First, there were the rumors that some of the state's highest of high-end hotels were thinking of cutting the word resort out of their names, lest it be considered too upscale when businesses are weary of being slammed for luxurious trips.
The storm clouds looming over Florida's top line resorts are getting thicker.
First, there were the rumors that some of the state's highest of high-end hotels were thinking of cutting the word resort out of their names, lest it be considered too upscale when businesses are weary of being slammed for luxurious trips. And a few of the Gulf Coast's tourism agencies are considering toning down marketing efforts that are based around the region's beaches, for similar reasons.
Even the Breakers Hotel & Resort, the Palm Beach hotspot that caters to jet-setting stars and global executives, has thought about dropping its five-star rating so it could appear to be less lavish.
Now comes this: Coffee Talk hears that a subsidiary of Wells Fargo recently canceled a retreat and meeting scheduled for TradeWinds Islands Resort in St. Petersburg. The company canceled the event just two days before it was scheduled, fearing that if word got out that bankers were at a resort it would look bad — especially considering the parent company has taken federal bailout money.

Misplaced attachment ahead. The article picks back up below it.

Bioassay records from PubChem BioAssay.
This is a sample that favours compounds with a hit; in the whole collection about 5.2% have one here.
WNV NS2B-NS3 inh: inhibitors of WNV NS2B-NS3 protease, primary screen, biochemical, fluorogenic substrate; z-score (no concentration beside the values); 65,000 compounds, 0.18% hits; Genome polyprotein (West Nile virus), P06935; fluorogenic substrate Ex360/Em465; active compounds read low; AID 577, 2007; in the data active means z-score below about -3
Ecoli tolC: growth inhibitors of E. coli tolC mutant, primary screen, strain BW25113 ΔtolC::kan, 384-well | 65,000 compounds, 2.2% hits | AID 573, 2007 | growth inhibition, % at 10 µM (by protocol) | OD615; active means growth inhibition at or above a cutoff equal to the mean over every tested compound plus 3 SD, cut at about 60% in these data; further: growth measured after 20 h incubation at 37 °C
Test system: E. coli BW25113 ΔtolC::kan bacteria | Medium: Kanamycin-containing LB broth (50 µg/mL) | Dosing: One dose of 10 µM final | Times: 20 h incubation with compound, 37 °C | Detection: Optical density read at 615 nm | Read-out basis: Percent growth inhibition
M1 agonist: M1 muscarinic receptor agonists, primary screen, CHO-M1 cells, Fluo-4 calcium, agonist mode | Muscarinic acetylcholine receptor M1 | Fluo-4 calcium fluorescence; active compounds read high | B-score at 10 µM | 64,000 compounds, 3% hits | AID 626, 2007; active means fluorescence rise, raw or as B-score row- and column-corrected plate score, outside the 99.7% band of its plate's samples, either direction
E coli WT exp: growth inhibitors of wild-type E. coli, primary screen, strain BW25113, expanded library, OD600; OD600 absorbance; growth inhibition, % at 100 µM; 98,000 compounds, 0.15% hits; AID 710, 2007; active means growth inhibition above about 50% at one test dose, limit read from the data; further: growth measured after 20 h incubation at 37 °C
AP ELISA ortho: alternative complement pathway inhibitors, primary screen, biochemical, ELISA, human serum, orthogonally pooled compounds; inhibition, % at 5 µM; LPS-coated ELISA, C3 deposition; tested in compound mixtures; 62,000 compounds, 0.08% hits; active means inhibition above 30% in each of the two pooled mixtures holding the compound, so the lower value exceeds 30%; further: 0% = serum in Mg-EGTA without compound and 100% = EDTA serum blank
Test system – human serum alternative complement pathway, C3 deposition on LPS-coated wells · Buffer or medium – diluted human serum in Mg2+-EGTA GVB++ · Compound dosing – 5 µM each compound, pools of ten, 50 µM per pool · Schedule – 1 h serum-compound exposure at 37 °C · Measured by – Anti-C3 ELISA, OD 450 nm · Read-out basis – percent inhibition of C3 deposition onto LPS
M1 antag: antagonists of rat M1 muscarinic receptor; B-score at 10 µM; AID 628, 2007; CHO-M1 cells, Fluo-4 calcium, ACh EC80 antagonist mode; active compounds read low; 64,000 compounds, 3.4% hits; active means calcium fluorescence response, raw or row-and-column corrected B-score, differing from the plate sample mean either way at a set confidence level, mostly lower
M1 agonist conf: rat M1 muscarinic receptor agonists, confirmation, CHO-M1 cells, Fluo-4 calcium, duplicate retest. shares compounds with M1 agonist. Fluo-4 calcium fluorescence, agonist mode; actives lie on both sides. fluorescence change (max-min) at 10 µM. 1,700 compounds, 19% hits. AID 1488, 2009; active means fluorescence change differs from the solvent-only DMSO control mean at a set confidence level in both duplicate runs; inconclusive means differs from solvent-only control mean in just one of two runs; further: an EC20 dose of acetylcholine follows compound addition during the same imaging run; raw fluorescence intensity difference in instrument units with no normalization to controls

The cancelation was completely cosmetic, as the bank still had to pay for pre-arranged airfare and cancellation fees. But TradeWinds still lost out on as much as $250,000 in revenues, from spa outings to restaurant tabs.
To be sure, the recession has played a big role in forcing the state's resort industry into the conflicting position of making luxury not seem as luxurious. But Katherine Songster, a spokeswoman for the Longboat Key Club and Resort, says the stink on the industry is both unfounded and unfortunate.
Songster says that what sometimes gets left out of the story is that resorts have large payrolls and high employee counts — a recession antidote. Cancellations only work against that.
“We have been seen as the den of excess,” Songster says, citing all of the resorts in Florida. “Probably the only place that has it worse is Las Vegas.”